16 August 2022: Articles
Challenging differential diagnosis, Diagnostic / therapeutic accidents, Management of emergency care, Rare diseaseFrances Xiuyan Feng12BCEF, Negin Farsi 2BC, Min Dai2BC, Areli K. Cuevas-Ocampo2AD, Diana M. Veillon2ADE, James D. Cotelingam2ADE*
Am J Case Rep 2022; 23:e935885
BACKGROUND: Histiocytic disorders, a group of disorders with heterogeneous pathogenesis, morphology, and clinical presentation, include Rosai-Dorfman disease, Langerhans cell histiocytosis, and Erdheim-Chester disease. They can mimic primary or metastatic tumors, both clinically and radiologically, when involving the brain. Therefore, it is crucial to present and discuss cases of histiocytic disorder involving the central nervous system (CNS) to provide new information on disease presentation and diagnosis more. In this paper, we present 2 cases of histiocytic lesions involving the brain and mimicking primary brain tumors.
CASE REPORT: Case 1: A 65-year-old man presented with increasing memory loss, confusion, and depression. CT scans showed an isolated 2.9×2.0×0.6 cm intracranial hypothalamic lesion. Case 2: A 61-year-old woman presented with dizziness and confusion for 3 weeks and headaches for 1 day. MRI showed a single 5.0×4.0×3.3 cm extra-axial, dural-based, avidly enhancing, well-defined lesion along the left parietal convexity causing mass effect upon the underlying brain parenchyma, left atrial effacement, and minimal vasogenic edema.
CONCLUSIONS: Histiocytic disorders are relatively rare in the CNS compared with other locations and mimic more common entities in the brain, such as glioma or metastatic tumors. Despite its rarity, one should remain aware of the condition and consider it in the differential diagnosis. This article provides a brief review and adds pivotal data to the literature.
Keywords: Brain, Histiocytic Disorders, Malignant, Histiocytosis, Langerhans-Cell, Histiocytosis, Sinus
Langerhans cell histiocytosis (LCH) is a clonal neoplastic proliferation of Langerhans cells typically presenting in childhood with a male predilection. LCH can be localized to a single site, can occur in multiple sites of a single system or can be more disseminated and multisystem. The WHO classification of LCH includes NOS, monostotic, polyostotic, and disseminated. The predominant sites of involvement in the solitary form are bone and adjacent soft tissue. Patients with the unifocal disease are usually older children or adults who most commonly present with a lytic bone lesion; solitary lesions at other sites present as mass lesions or enlarged lymph nodes. Patients with uni-system multifocal disease are usually young children presenting with multiple or sequential destructive bone lesions, often associated with adjacent soft-tissue masses. Patients with multisystem involvement are infants who present with fever, cytopenia, skin and bone lesions, and hepatosplenomegaly. The clinical course of LCH is related to the staging of the disease at presentation, with 99% survival for unifocal diseases and 66% mortality for young children with multisystem involvement who do not respond promptly to therapy. CNS involvement is rare, and isolated intracranial disease in adults is rarely reported [1–3].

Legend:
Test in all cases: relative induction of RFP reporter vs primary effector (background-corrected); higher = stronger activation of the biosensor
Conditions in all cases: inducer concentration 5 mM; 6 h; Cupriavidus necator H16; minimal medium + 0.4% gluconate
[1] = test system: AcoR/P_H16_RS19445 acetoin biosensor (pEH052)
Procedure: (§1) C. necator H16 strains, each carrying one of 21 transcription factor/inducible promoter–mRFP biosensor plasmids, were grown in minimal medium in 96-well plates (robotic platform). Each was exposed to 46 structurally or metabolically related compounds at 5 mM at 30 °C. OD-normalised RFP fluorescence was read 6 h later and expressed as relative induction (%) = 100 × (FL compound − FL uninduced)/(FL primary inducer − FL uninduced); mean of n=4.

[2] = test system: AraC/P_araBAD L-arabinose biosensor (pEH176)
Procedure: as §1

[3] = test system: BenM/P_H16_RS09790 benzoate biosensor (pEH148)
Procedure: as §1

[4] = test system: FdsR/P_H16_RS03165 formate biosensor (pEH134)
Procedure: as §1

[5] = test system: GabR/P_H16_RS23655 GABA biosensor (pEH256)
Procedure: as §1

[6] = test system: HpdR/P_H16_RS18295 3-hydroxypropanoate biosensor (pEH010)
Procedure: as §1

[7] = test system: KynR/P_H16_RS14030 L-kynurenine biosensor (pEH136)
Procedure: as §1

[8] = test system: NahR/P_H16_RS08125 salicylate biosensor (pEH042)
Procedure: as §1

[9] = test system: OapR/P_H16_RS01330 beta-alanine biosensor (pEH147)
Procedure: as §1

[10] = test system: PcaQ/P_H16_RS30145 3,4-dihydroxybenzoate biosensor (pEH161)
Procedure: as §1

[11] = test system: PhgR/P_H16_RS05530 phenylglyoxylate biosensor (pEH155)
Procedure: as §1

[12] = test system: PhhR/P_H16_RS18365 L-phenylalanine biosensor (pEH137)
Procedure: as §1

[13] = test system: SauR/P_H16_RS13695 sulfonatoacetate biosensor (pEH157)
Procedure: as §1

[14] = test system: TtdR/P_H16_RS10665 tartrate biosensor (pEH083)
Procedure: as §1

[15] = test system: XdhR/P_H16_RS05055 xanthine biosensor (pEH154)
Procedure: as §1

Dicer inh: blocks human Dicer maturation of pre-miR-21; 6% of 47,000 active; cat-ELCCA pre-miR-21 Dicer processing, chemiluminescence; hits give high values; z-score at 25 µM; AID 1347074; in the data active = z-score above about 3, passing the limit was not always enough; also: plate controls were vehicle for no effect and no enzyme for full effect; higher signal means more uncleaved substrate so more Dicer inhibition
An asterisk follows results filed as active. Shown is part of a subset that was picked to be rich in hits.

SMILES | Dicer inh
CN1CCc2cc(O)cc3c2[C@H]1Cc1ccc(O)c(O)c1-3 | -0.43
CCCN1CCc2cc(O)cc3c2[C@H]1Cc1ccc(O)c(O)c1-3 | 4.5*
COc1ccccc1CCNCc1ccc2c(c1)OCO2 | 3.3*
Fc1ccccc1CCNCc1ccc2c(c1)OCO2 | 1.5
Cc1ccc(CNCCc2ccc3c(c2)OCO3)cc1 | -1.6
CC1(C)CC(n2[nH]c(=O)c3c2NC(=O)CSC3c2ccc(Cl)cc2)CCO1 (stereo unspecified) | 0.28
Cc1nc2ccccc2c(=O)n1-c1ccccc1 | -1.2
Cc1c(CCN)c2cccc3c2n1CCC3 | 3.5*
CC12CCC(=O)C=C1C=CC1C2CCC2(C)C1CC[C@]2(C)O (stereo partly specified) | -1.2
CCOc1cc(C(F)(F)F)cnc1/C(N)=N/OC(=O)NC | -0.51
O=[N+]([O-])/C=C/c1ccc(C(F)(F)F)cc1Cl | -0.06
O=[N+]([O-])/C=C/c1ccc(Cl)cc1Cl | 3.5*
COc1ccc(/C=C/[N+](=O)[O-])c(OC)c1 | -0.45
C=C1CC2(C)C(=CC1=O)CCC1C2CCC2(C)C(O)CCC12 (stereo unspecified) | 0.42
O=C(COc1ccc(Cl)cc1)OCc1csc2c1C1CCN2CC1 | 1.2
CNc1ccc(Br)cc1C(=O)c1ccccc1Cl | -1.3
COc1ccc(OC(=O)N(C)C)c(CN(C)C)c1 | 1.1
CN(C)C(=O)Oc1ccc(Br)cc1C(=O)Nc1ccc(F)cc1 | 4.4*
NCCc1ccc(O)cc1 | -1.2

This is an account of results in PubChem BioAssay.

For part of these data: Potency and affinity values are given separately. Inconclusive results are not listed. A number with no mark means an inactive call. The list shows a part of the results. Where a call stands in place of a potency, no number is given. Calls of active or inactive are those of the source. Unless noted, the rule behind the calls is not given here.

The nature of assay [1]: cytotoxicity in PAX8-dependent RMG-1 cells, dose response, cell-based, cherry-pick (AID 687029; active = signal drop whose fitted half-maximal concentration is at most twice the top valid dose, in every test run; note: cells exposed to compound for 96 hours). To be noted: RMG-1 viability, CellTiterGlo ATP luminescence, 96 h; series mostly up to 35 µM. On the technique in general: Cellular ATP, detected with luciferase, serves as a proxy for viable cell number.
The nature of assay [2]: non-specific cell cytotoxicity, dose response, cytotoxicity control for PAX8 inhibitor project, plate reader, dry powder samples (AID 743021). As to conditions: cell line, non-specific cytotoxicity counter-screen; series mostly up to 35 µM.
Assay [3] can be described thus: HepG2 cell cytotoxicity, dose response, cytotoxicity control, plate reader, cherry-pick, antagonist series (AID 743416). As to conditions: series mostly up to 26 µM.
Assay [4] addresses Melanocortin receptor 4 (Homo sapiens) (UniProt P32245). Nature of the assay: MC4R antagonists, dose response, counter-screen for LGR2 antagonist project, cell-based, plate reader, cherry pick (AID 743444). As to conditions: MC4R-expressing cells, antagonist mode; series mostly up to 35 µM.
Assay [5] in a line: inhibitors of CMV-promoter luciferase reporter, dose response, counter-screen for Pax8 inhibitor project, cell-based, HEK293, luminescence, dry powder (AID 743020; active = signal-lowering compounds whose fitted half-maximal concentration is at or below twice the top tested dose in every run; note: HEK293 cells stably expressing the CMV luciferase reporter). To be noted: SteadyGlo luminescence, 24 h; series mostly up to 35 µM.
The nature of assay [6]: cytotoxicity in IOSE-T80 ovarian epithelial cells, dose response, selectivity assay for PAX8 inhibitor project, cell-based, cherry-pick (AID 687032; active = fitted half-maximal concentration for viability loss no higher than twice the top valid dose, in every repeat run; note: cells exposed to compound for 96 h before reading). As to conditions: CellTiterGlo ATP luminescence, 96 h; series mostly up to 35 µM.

Rosai-Dorfman disease (RDD), also known as sinus histiocytosis with massive lymphadenopathy, is a rare, idiopathic, nonneoplastic disorder that usually presents with massive painless lymphadenopathy, fever, leukocytosis, elevated erythrocyte sedimentation rate, and polyclonal hypergammaglobulinemia. Most cases of RDD occur during the first and second decades of life. The most common and prominent site of involvement is the cervical lymph nodes. Patients with localized nodal disease usually have a chronic, indolent course. Extranidal involvement of the liver, kidney, and lower respiratory tract, as well as signs of overt immune dysfunction are associated with poor prognosis. RDD rarely involves the CNS. The isolated intracranial disease is sporadic and can be mistaken for other pathologies in imaging studies .
Herein, we present a case of intracranial dural-based LCH initially considered a meningioma and a case of isolated RDD suspicious for glioblastoma.
A 65-year-old man presented with increasing memory loss, confusion, and depression. CT scans showed an isolated intracranial hypothalamic lesion. On magnetic resonance imagining (MRI), the lesion presented as a well-defined, inhomogeneous, enhancing mass involving the optic chiasm (Figure 1A, 1B) and suspicious for glioblastoma. The patient underwent surgical resection.
The specimen consisted of light brown soft-tissue fragments that measured 2.9×2.0×0.6 cm. On microscopic examination, abundant large histiocytes admixed with lymphocytes, plasma cells, and mature eosinophils were observed in a fibrous background. No necrosis or normal brain parenchyma was identified. The histiocytes revealed abundant pale eosinophilic cytoplasm and oval nuclei with irregular nuclear membranes, prominent nuclear grooves, fine chromatin, and indistinct nucleoli (Figure 2A–2D). The histocytes were positive for CD1a, CD68, S100, and focally positive for Langerin (Figure 2E–2H). Morphologic and immunohistochemical features were diagnostic of LCH. The patient subsequently died due to complications of hypothyroidism, adrenal insufficiency, and post-surgical diabetes insipidus.